According to U.S. Education Secretary Miguel Cardona, the scores of US 8th grade students on the NAEP assessment of history have been trending downwards since 2014. Some blame the pandemic for its ‘profound impact’ on student learning in general, but since the trend began much earlier, the blame must lie elsewhere. As someone deeply interested in history, I was curious to hear what Chad might have to say about this trend. “Though it’s a traditional problem in the US,” I said, “we might legitimately wonder why the shift began in 2014. Can you throw any light on this phenomenon?”
For once, Chad had no clear answers or even serious suggestions other than a list of “possible causes.” Among them, Chad cited curriculum changes imposed by educational authorities, new teaching approaches, the increased use of technology and other factors, such as societal changes, cultural shifts, or economic challenges.
As expected, Chad closed out the list with this resounding conclusion: “It’s important to note that the reasons behind a decline in student performance can be complex and multifaceted.”
Hiding my exasperation at hearing Chad’s predictable leitmotif designed to end any serious exploration of a new topic, I tried to direct the conversation towards more specific points.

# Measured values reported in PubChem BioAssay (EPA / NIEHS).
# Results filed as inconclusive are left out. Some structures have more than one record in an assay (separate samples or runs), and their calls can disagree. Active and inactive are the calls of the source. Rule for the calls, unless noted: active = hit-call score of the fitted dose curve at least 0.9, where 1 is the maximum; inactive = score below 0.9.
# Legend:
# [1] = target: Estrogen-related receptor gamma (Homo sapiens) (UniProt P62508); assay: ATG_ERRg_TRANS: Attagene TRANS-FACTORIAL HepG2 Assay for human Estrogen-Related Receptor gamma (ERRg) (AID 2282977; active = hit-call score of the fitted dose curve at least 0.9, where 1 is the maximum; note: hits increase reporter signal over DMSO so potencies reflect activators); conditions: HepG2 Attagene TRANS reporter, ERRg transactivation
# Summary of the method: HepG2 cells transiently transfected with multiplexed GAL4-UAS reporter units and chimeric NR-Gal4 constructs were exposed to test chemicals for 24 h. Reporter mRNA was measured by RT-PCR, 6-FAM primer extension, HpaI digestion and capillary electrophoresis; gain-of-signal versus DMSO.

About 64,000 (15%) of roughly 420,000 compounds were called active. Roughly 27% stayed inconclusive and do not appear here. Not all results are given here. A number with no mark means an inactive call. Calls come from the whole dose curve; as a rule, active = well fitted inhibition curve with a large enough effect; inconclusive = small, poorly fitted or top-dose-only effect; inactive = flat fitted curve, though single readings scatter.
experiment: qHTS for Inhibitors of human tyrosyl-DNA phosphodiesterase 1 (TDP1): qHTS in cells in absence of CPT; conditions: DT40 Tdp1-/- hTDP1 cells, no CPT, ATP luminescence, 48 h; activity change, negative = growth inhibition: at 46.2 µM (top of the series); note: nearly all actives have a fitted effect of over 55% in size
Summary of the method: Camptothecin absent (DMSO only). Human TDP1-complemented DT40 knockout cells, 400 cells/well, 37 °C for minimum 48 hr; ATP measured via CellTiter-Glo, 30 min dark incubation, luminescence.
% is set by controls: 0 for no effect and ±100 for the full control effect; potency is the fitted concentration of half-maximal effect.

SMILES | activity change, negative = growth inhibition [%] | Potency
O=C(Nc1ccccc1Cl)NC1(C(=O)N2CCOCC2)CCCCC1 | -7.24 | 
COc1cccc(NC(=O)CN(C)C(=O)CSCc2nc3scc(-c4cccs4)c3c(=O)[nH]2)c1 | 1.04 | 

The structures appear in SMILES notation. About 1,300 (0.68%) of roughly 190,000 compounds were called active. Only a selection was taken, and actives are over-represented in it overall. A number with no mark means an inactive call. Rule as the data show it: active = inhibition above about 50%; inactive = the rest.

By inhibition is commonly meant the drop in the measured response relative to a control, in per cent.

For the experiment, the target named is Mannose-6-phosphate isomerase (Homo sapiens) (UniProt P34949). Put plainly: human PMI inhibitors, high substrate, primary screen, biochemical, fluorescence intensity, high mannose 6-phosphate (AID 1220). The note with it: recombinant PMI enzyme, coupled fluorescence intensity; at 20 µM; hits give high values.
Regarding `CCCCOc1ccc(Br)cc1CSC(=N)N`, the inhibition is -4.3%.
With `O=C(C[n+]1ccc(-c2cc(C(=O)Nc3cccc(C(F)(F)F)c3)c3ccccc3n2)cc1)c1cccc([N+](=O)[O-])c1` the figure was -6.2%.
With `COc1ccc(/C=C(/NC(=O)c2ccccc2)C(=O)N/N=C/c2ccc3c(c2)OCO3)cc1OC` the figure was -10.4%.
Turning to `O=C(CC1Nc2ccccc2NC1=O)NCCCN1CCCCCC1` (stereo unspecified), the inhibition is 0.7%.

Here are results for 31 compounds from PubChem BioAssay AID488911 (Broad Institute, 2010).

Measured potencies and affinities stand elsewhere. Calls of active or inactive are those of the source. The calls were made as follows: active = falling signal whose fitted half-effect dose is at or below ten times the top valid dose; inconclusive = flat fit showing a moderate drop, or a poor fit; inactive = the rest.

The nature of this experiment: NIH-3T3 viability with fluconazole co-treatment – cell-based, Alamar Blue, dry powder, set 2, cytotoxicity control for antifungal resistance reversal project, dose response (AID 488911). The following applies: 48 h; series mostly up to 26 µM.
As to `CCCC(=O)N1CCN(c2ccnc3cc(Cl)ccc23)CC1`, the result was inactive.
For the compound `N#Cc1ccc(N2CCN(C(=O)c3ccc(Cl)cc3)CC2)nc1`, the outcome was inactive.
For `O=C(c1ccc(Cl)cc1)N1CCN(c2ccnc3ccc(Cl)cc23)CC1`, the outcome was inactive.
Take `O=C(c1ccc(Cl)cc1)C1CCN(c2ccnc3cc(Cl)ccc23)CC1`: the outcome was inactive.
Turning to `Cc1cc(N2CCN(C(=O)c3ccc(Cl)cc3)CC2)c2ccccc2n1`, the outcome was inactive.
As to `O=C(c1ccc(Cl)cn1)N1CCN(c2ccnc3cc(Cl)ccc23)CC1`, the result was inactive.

“I’ve often talked about a feature of US culture that distinguishes it, say, from Europe. The very idea of history has never carried the kind of prestige that would incite youngsters to take an interest in it. The US has always insisted that the present and future are all that matters. The past cannot be changed, so there’s no reason to dwell on it. When the newly elected President Obama was asked about his intentions concerning the prosecution of alleged war crimes committed to the previous administration, he offered an ambiguous answer many interpreted as a copout. He said, ‘I don’t believe anybody is above the law., On the other hand, I also have a belief that we need to look forward as opposed to looking backwards.’
Obama’s rhetoric seems to reflect two features that are spread widely across US culture. The first is that the past is either too insignificant or — more likely — too embarrassing to waste time on. The second, given his insistence on what he ‘believes,’ is that facts are less important than beliefs. Don’t both of those attitudes expressed by a president send the following message to the public: that the less we think about history the more we can accomplish in the present and immediate future?”
Explaining and excusing Obama
Chad, as usual, demonstrated the art of agreeing with a proposition before dismissing it as irrelevant.
“It is true that the United States has often emphasized a forward-looking perspective and a focus on the present and future, especially in comparison to some European cultures that may place a greater emphasis on history and historical consciousness. However, it is essential to note that generalizations about an entire culture can oversimplify complex societal attitudes and beliefs.”